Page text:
With the opening of our local Super Wal-Mart Nextel announced eight or nine towers in our area, thereby opening up Nextel and, more importantly, Boost Mobile, for me. It opened yesterday, so why not talk about Boost today?
Bad news first: Boost Mobile runs off of Nextel's iDEN (Integrated Digital Enhanced Network) towers, which means you can forget about roaming; there is none. The coverage area also covers only about 86% of the U.S. population. The network's voice quality on regular phone calls, especially ones with background music, can at times be nauseatingly computerish. And the phones have a somewhat annoying family resemblance, meaning that if you don't like one flip phone's interface you probably won't like any of the others', or the bar phones' for that matter. The phones are also a bit large for something that's still very actively marketed. And the phones are expensive ($60 for a black-and-white phone, $80 for a color phone, $180 for a color flip phone).
Now the good news...
Walkie-talkie! Walkie-talkie! Walkie-talkie! The voice quality for direct-connect (that's what they call it) is very good and all the phones support it (though the same stylized speakerphone grill on the same part of the phone gets repetitive). And if you're a talker, you'll like that $1.50 per day gives you unlimited nationwide service, something not found standard on normal Nextel plans. Also, the secret to Direct Connect is whoever starts the conversation gets charged for it, as long as the ocversation keeps going. So you may end up not having to pay anything unless you yourself start the session. Another thing about Walkie-Talkie is because of the iDEN network the transmissions, starts and stops are almost instant on both ends, just like a normal two-way radio (whose infrastructure iDEN is built on so no surprise there).
The second piece of good news is the rates are lower than quite a few prepaid companies'. They are all the same (although you can sometimes get larger-value cards at a large discount on eBay); 20 cents per minute peak, 10 cents nights (starting at 9) and weekends. So if you used the phone at those times you would have the one of the best prepaid deals available (well, INPulse has unlimited nights but costs 99 cents per day so you'd have to use 300 night minutes per month on it to be a better deal). During peak hours the rate isn't all that horrible either, being about the lowest Tracfone minutes go, cheaper than Simple Freedom or Virgin Mobile (unless you use 16 or more minutes one day) and less expensive than Cingular's Pay As You Go 25 cent and even 10 cent (if you use less than 11 minutes one day) plans.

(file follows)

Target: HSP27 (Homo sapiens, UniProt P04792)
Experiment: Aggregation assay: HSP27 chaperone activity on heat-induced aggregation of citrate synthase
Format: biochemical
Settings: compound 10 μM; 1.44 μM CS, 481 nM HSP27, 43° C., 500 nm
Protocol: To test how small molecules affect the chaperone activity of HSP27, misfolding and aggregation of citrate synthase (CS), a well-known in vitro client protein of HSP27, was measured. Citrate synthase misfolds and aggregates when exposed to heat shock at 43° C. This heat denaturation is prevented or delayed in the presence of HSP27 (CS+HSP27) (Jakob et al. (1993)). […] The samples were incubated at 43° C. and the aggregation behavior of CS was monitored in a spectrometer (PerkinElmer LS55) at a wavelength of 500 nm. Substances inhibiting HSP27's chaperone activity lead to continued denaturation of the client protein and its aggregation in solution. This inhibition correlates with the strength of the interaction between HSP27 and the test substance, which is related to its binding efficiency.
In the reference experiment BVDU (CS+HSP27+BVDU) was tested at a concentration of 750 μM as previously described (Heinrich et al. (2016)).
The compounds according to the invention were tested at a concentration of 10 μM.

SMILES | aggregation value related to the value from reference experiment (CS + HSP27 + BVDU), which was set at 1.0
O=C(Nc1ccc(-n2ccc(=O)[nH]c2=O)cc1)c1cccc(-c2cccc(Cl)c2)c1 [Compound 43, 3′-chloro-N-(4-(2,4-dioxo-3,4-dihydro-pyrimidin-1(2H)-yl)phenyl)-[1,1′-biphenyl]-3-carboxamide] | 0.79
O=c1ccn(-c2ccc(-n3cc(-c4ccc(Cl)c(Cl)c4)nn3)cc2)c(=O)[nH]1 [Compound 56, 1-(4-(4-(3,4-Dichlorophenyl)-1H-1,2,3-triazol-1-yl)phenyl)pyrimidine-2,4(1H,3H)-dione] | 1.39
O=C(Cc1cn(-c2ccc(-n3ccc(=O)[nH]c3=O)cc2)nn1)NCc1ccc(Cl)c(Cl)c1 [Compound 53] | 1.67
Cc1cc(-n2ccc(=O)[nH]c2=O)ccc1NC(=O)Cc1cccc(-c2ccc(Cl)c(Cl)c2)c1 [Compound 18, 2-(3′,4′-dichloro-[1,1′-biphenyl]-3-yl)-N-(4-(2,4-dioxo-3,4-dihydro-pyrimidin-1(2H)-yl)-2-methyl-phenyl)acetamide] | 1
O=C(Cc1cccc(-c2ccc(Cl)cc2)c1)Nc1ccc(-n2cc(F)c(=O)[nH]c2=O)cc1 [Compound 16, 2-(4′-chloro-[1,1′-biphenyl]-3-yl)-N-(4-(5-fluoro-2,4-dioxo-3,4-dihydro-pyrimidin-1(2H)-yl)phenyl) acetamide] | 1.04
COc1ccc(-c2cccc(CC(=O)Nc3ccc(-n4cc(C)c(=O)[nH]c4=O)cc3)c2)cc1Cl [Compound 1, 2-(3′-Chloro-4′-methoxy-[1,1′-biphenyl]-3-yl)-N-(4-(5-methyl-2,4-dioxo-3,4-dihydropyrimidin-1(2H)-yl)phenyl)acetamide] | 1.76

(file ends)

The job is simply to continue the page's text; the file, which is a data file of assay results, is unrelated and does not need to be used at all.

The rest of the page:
You also get 10 cents outgoing\free incoming text messaging and, on one or two phones, multimedia messaging, though the messages can only be sent to other Boost Mobile or Nextel subscribers. You even get unlimited "wireless web" (WAP internet, essentially limited web browsing from your cell phone) for 20 cents a day, though this is charged every day unless you turn it off (I'm pretty sure but not 100% on this).
The phones, while expensive and on the large side, are relatively well-featured and modern, being about what Nextel gives their postpaid customers, at only a little more cost (and maybe even cheaper if you wanted to sign up for a 1-year Nextel contract, which adds $50 to the prie of any phone they have). They also have a few phones (or special editions of phones) not available to regular Nextel customers. You can even use regular Nextel phones, which can be cheaper if bought off of eBay than a similar Boost phone. Beware though thatif you ever wanted to (God forbid ;) ) go to a Nextel contract you'd have to leave a normal Boost phone behind; they're locked tightly to Boost and Boost only.
Now for the fun part. You can, via a cable and the Nextel connection software,browse the web through the Boost phones for free. You can also use a Boost SIM in a Nextel Blackberry and, using Reqwireless Web Viewer, access the full internet from anywhee a Nextel signal is available...for free as long as your Boost account is active.
So you have comparatively low rates, a walkie-talkie feature and a host of "undocumented features" that make Boost well worth trying, but phones that are on the large and expensive side, as well as subpar voice quality (on normal calls) and not-so-robust nationwide coverage keep it from going striaght to the top of the prepaid heap, though it offers local numbers practically everywhere it's sold, a nice plus.